Fred: Why Brazil Striker Could Be Key to Their World Cup 2014 Hopes

Christopher Atkins@@chris_elasticoContributor IApril 2, 2013

GENEVA, SWITZERLAND - MARCH 21:  Fred of Brazil looks on prior to the international friendly match between Italy and Brazil on March 21, 2013 in Geneva, Switzerland.  (Photo by Valerio Pennicino/Getty Images)
Valerio Pennicino/Getty Images

If it had been said 12 months ago that Fluminense striker Fred would be central to Brazil's hopes at the 2014 World Cup, there would have been few who would have subscribed to the theory.

The former Lyon striker had a torrid time at the 2011 Copa America and appeared to have dropped completely out of the national team reckoning, with Internacional striker Leandro Damiao and AC Milan's Alexandre Pato seemingly the future of the selecao's No. 9 shirt.

Just a year on, though, and the powerful forward has leaped considerably ahead of his younger competitors. Now, with three goals in manager Luiz Felipe Scolari's opening three games with the national team, it looks like he will remain in pole position for the foreseeable future.

In actual fact, Fred has always been a good striker at club level. His goalscoring record throughout spells at America-MG, Cruzeiro, Lyon and Fluminense has been consistently impressive. However, without doubt, there has been a definite improvement with age.

Over the past two domestic seasons, the Fluminense captain has been an integral member of a successful Fluminense team and, having overcome previous fitness issues, has broken the 20-goal mark in both the 2011 and 2012 seasons.

There has also been an impressive development of the striker's game over that time. Age and maturity have seen Fred improve his hold-up play and bring those around him into play with increased frequency.

At Fluminense, his leading of the line and linking with the talents of Wellington Nem and Deco have been a major part of the team's success, perhaps more so than his goalscoring. It is in this aspect of his game that he is currently well ahead of both Pato and Damiao.

The thinking is clear. The selecao has lacked experience in attack in recent times and, with Kaka and Ronaldinho both well below past levels, it is now Fred who is carrying the mantle.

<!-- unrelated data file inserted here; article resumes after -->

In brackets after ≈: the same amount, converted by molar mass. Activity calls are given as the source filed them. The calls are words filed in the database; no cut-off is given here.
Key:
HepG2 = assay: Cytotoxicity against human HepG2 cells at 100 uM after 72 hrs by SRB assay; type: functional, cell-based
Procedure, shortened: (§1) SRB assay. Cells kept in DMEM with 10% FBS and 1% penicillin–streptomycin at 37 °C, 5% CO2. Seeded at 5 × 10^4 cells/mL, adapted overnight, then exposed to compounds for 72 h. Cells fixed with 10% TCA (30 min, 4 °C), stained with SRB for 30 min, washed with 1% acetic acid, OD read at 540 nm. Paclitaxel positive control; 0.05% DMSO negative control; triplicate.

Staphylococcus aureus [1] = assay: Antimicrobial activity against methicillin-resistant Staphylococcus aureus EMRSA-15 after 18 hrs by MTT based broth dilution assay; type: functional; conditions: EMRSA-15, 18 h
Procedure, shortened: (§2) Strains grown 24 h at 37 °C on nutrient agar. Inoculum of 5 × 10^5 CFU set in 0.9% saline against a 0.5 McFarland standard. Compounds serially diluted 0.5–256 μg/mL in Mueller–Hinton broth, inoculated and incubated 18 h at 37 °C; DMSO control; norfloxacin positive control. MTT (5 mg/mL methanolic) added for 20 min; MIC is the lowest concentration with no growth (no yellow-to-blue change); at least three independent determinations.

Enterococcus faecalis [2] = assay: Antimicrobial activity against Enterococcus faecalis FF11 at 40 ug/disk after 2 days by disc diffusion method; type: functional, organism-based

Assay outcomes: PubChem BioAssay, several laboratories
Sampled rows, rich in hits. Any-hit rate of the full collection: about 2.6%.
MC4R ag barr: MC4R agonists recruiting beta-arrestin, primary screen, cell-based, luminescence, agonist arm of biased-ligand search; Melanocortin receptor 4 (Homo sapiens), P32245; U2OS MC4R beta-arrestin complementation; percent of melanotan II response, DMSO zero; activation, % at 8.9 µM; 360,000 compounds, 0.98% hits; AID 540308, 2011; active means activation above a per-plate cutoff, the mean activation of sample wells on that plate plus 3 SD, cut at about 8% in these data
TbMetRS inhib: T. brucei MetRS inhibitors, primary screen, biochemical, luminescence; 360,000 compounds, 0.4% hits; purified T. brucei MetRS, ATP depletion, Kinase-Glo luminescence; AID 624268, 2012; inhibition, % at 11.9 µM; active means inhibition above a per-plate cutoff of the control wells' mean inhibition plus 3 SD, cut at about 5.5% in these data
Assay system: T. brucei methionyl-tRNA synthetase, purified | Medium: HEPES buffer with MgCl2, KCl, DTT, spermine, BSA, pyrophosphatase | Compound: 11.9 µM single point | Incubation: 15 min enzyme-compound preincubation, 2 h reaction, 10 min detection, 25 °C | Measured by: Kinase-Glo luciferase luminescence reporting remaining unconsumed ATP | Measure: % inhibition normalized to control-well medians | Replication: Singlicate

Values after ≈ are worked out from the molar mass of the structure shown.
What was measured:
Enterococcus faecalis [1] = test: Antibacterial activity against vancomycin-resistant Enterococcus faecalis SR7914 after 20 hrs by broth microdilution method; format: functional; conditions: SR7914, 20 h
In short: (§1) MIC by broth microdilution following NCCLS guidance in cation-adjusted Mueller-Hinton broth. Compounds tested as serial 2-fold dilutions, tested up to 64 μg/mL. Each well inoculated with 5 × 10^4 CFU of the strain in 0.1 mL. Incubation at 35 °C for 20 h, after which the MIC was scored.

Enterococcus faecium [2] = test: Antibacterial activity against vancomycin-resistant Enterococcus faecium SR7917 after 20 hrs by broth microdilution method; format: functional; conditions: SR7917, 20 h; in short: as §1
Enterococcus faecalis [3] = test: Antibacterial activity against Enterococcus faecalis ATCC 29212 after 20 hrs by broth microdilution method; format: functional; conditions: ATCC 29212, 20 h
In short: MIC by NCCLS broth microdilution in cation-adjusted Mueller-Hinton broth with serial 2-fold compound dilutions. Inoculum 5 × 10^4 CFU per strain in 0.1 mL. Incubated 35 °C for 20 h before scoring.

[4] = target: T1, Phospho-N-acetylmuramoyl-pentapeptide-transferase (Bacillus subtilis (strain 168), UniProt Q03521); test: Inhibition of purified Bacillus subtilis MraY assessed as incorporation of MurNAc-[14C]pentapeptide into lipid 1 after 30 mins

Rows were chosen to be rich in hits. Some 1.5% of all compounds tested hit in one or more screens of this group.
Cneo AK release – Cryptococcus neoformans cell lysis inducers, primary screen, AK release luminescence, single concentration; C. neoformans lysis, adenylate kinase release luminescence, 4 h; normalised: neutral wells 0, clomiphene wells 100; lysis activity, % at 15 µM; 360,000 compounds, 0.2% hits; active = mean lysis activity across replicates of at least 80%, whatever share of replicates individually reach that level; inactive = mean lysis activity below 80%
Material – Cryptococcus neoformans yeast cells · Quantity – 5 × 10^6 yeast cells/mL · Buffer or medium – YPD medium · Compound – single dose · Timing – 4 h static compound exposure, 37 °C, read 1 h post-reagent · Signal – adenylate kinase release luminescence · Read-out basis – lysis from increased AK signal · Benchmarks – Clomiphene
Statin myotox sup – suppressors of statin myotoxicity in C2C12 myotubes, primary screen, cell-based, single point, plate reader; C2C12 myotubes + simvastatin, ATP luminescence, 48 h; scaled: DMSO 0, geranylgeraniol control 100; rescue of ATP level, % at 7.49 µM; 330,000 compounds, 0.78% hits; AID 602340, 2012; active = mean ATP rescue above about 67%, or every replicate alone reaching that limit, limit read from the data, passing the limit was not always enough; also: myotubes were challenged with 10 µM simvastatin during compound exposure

If he can bring Oscar and Neymar into the game as he does his club colleagues, the decision to play him over more hyped competitors will be more than justified.

It is in this role, linking play, that his most important role lies. If he can free Neymar freedom to perform to his best abilities, then Brazil will benefit immensely. While Pato, for example, may be a better natural finisher, he lacks the ability with his back to goal that Fred can offer.

Fred is no Ronaldo Fenomeno, or even a Luis Fabiano at his prime, but he is a very reliable presence. With Brazil's lack of top class strikers at present, it is this reliability that makes him an attractive proposition.

Scolari has accepted that he will not enter the World Cup with a top class centre-forward at his disposal, but in Neymar and Oscar the side has matchwinners in other positions. The compromise, then, is to choose the player who will get the best out of Brazil's two younger stars.

Fred has proven at club level that he is able to shoulder the burden of carrying a team looking to win titles. The 2011 Copa America cast doubts over his ability to do as such at international level, but there has been a marked improvement in his play over the two years since.

Should he get there, the 2014 World Cup should be the crowning moment of Fred's career. He will be 30 years old and must be considered unlikely to play another tournament of that level.

The feeling has been for a long time that he is simply a "club player". Now, though, he must prove his doubters wrong and seek to guide Brazil's young talents through a potentially difficult tournament.

He has the intelligence and ability to do so, but it is now a matter of putting that into practice for Brazil in a high pressure situation.


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